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Radhika Panjwani is a former journalist from Toronto and a blogger.
After shouldering heavy workloads, economic uncertainty and frozen wages for some two years now, glad tidings are on the way for many Canadian workers.
Employees across a wide cross-section of industries will receive an average annual pay increase of about 2.7 per cent in 2022, according to LifeWorks, a human resources services and technology company based in Toronto.
The downside? The increases will be lower than the rate of inflation. The consumer price index rose 4.7 per cent in November from a year earlier, the highest increase in three decades.
The expected 2022 raises come a year after 12 per cent of organizations did not give salary increases, and in 2020, when 36 per cent of employers froze salaries, according to insights from the LifeWorks report.
The LifeWorks survey of 829 organizations, conducted in July 2021, also found that while most non-unionized employers plan to offer a wage hike in 2022, 18.3 per cent said they are undecided.
“Only 3.3 per cent of organizations are projecting salary freezes next year, which indicates that employers are recognizing the necessity of boosting pay and rebranding their total rewards value proposition in an effort to attract and retain key talent,” Anand Parsan, LifeWorks partner and national practice leader of compensation consulting, said in a news release.
The sectors with the highest projected average salary increases are wholesale trade (3.1 per cent), construction (3 per cent), information technology (3 per cent), and accommodation and food services (3 per cent). In contrast, those in health care and social assistance (2 per cent), educational services (2 per cent), and information and cultural industries (1.9 per cent) are projected to have the smallest salary increases.
Employee retention: Beyond the dollar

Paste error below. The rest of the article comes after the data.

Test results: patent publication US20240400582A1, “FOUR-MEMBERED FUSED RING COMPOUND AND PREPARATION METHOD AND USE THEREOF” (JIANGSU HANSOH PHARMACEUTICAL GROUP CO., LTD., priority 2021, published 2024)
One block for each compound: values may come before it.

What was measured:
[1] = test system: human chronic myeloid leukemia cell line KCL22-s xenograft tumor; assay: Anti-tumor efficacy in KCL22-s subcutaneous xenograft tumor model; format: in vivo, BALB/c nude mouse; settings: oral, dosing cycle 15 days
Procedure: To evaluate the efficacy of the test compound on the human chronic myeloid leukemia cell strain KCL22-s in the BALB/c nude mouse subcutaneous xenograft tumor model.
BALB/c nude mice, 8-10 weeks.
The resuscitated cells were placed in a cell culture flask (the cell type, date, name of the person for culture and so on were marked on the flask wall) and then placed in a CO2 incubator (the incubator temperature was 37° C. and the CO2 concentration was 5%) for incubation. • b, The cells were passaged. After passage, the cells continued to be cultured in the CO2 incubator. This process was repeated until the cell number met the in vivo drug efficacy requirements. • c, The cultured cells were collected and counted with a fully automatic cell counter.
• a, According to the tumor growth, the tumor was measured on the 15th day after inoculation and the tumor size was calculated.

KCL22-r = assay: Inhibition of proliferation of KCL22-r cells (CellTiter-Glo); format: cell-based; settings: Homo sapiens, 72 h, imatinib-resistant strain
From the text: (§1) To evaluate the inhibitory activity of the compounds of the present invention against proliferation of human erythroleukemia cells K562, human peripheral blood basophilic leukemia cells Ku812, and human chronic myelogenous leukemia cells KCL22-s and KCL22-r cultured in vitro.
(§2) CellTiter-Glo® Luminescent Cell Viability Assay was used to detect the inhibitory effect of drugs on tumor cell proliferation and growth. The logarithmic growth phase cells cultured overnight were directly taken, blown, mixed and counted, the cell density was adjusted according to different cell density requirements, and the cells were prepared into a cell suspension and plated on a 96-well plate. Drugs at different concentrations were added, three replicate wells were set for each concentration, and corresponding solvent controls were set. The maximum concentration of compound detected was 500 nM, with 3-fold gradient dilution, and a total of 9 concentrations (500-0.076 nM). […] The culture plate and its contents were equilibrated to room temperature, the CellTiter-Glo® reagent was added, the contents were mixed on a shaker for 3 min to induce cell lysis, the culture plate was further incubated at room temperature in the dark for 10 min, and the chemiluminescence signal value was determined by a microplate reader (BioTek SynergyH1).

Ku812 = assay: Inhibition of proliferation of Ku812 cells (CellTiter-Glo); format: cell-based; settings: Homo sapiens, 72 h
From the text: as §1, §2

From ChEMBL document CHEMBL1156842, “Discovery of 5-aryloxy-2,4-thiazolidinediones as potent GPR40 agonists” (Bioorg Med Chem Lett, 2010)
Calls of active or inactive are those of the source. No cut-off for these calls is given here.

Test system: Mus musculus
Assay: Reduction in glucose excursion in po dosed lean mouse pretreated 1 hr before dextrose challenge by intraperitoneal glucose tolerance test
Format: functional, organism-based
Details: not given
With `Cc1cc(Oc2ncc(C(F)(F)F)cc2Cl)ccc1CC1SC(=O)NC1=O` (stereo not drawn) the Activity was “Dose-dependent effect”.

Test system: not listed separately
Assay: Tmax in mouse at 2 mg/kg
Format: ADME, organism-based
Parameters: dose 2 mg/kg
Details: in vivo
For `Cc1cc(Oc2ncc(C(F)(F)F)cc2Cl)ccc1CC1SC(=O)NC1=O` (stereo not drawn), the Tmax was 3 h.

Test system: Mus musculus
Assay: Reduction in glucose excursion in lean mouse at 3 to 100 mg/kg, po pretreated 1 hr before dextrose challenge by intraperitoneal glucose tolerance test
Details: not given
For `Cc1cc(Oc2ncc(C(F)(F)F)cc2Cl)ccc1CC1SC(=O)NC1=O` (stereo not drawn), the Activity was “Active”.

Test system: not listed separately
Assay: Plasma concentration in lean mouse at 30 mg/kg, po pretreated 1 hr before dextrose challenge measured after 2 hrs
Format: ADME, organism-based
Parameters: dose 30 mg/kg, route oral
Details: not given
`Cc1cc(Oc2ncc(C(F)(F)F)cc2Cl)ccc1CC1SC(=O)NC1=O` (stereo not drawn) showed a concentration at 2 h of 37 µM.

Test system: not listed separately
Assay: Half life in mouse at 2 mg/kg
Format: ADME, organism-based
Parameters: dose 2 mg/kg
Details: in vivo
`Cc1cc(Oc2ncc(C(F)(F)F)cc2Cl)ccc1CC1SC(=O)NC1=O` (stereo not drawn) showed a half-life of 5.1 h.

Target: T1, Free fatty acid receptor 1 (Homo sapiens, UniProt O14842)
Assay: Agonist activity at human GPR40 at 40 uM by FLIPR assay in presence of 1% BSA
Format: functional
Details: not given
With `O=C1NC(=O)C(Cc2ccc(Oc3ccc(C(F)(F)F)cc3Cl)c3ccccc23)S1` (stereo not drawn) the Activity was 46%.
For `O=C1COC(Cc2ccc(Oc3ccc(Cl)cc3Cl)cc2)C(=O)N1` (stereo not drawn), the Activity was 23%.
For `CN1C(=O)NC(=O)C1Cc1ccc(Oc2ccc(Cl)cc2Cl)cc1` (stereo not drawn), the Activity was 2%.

Last month international staffing firm Robert Half released the findings of its research and survey of 502 senior managers at companies with 20 or more employees across Canada. Nearly 63 per cent said their company plans to award year-end bonuses. Ninety per cent said they will offer raises in the next six months to account for employee performance, cost-of-living increases, competitive pressure for staffing, and wage stagnation since the start of the pandemic.
Insights from the 2022 Salary Guide from Robert Half shows robust compensation packages will be critical for recruiting new talent and retaining current employees in Canada, noting that one in five workers surveyed for the research said they would leave without another job lined up. Professionals are particularly in the driver’s seat when it comes to negotiating a raise or new role and they are interested in more than just pay, the report said.
Michael French, a regional director at Robert Half Canada, calls the upheaval in Canada’s labour market “The Great Reshuffle,” contrasting it with the “Great Resignation” said to be happening south of the border. A smaller proportion of Canadians are planning to leave working life altogether, he said, and are more likely to be thinking about opportunities elsewhere, taking into account priorities such company culture, flexibility and the opportunity to negotiate wages.
Mr. French said employers would be far better off to ensure they are paying their employees a competitive salary instead of scouting new talent. But he also cautioned that employees should not focus on salary alone but consider other factors as well.
“The dollar should not be your destination; it’s just one of the stops to consider,” Mr. French said. “Does your job give you the flexibility to have a fulfilling personal life? Does it allow you to go to your kid’s soccer game on Tuesdays at 3 p.m.?”
What I’m reading around the web
- You may have heard of Google’s 20 per cent rule. Google workers, in addition to their regular projects, are encouraged to spend 20 per cent of their time working on what they think will most benefit the company. Many of Google’s significant programs (such as AdSense and Google News) happened because of employees following the 20 per cent rule. So, how can you pursue those development opportunities? This article shows you how.
- Stalkerware is a commercially available software that’s used to spy on another person through their device – usually a phone – without their consent. It can allow the user to view someone else’s messages, location, photos, files, and even eavesdrop on conversations in the phone’s vicinity. This story in BBC News says there has been a dramatic increase in stalkerware.
- Goodbye Photoshop, hello, Artificial Intelligence. The AI models developed at OpenAI, a San Francisco-based AI research startup founded by Elon Musk and others, can successfully generate photorealistic images from text description. For instance, one can just type, “Einstein wearing a superhero costume,” and OpenAI will generate an image immediately, says this article in ZME Science.com.
- Looking for career advice from a wide range of sources? Here’s 45 tips for finding success. This collation of wisdom from career coaches to CEOs has something for everyone.
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